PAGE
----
Being a parent is not only hard work, it requires an inhuman amount of patience. Since we can’t subscribe to a monthly shipment of patience from Amazon, we have to help ourselves. Listening partnerships are a great way to get support, work through problems and vent our emotions.
So what’s a listening partnership?
You and a friend agree to be there for the other when they need a listening ear, to do nothing else but listen with respect and warmth. No advice, no sharing similar experiences, no judgement. Just listening. The structure can be whatever makes sense for your lives and ability to get together. It might mean meeting for coffee every Thursday or Sunday morning phone calls. Whatever the structure, You will give a set amount of time to each person to talk about whatever they are struggling with/working on with their children in the moment, as well as to process and reflect on their own upbringing and childhood. It might be 5 minutes or 30 minutes, depending on what’s going on and the time available.
Why talking and not texting or writing?
Humans are social creatures. We need to talk it out to process and release it. You will release a lot of emotions when you are sharing with your partner. All feelings are welcome in these types of itneractions. Venting and expressing emotions is exactlyt he point of listening partnerships. We can even say and express the feelings we have about our children that we may not be proud of. It’s all ok.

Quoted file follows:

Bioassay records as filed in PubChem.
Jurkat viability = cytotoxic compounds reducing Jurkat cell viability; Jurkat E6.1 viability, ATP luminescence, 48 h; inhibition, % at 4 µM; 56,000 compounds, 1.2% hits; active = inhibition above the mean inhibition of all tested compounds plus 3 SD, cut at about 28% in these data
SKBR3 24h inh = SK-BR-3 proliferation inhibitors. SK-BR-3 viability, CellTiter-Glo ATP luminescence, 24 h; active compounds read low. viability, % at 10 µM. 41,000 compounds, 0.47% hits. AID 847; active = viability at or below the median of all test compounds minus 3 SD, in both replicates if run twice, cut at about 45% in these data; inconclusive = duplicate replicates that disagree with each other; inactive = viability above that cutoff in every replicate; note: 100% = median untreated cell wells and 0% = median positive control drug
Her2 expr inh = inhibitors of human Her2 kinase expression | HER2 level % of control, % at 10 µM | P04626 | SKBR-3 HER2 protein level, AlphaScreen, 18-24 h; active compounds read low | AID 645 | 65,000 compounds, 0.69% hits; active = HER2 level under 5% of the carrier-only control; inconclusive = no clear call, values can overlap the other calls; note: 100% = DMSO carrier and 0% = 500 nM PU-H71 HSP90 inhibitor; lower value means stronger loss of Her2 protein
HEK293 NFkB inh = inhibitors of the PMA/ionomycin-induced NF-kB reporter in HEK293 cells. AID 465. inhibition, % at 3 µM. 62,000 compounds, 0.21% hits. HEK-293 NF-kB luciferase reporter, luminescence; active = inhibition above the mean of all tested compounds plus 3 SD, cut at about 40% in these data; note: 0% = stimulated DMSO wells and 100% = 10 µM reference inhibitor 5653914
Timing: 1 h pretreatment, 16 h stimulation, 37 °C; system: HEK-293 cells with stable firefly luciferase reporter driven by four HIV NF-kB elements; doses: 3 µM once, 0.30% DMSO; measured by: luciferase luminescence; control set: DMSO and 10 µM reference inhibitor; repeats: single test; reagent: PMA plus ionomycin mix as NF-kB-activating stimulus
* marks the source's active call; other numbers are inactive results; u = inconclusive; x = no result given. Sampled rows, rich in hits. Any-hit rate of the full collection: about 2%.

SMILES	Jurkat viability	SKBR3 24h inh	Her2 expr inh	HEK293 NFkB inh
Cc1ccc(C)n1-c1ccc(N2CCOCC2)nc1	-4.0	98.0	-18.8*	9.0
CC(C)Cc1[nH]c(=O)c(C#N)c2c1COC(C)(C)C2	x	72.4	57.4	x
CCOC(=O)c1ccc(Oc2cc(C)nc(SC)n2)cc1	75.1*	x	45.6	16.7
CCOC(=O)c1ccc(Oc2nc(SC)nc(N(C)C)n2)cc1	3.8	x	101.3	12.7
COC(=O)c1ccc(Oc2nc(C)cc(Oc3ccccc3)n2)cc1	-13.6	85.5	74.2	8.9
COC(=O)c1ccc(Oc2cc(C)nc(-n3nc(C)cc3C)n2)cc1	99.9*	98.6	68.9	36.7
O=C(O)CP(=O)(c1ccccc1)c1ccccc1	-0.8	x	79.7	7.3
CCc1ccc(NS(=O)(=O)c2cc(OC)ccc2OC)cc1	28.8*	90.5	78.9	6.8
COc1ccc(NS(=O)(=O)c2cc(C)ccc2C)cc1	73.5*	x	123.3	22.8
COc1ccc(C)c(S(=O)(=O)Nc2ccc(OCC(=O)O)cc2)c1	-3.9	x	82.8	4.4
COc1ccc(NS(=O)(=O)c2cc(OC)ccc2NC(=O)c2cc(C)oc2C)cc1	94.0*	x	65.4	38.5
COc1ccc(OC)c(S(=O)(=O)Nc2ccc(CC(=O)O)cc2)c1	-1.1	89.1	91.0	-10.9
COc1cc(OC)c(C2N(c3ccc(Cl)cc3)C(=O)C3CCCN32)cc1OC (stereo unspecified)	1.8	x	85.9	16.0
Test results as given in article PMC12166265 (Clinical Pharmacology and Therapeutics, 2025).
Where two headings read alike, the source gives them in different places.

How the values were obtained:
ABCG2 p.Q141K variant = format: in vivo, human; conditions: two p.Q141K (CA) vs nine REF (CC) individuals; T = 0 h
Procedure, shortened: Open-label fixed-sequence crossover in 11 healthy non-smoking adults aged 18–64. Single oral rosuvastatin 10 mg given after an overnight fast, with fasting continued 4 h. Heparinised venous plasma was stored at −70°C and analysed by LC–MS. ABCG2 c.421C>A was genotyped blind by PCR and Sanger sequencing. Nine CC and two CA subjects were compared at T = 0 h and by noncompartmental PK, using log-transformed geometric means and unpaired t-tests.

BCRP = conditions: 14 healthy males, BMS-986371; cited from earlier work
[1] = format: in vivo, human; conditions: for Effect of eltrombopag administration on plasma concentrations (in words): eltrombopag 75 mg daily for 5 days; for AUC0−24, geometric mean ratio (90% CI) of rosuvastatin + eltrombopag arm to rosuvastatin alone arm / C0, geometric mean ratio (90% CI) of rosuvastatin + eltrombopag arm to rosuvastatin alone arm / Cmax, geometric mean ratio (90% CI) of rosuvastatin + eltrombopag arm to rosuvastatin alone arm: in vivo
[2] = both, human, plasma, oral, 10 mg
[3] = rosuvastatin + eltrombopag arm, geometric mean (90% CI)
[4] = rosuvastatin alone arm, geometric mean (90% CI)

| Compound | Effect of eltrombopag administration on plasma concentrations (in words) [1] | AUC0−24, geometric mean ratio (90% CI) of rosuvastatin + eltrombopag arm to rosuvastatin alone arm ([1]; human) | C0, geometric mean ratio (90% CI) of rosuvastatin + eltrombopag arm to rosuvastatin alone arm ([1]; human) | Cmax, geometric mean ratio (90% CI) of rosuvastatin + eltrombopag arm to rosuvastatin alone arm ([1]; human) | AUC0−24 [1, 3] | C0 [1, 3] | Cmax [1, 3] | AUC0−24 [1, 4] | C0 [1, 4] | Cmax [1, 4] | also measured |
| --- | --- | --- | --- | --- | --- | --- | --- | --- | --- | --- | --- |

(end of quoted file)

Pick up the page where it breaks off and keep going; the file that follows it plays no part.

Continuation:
As we listen, we trust the other person to figure it out for themselves. We do not have to offer advice, suggestions or share our struggles. We are there to support through listening. Nothing more and nothing less. Listening with warmth and respect.
I learned about listening partnerships from Hand-in-Hand Parenting. Their philosophy is grounded in the belief that children are good and want to be cooperative, helpful, and joyful members of a family. Children “misbehave” because they are dis-connected or not having a need met. Same goes for parents and caregivers. When we are feeling unsupported or out of our capacity to cope, we also act out and react to our kids. We yell, we threaten, we set arbitrary limits. Listening partnerships can help us feel better able to cope and help us process some of our own childhood stuff.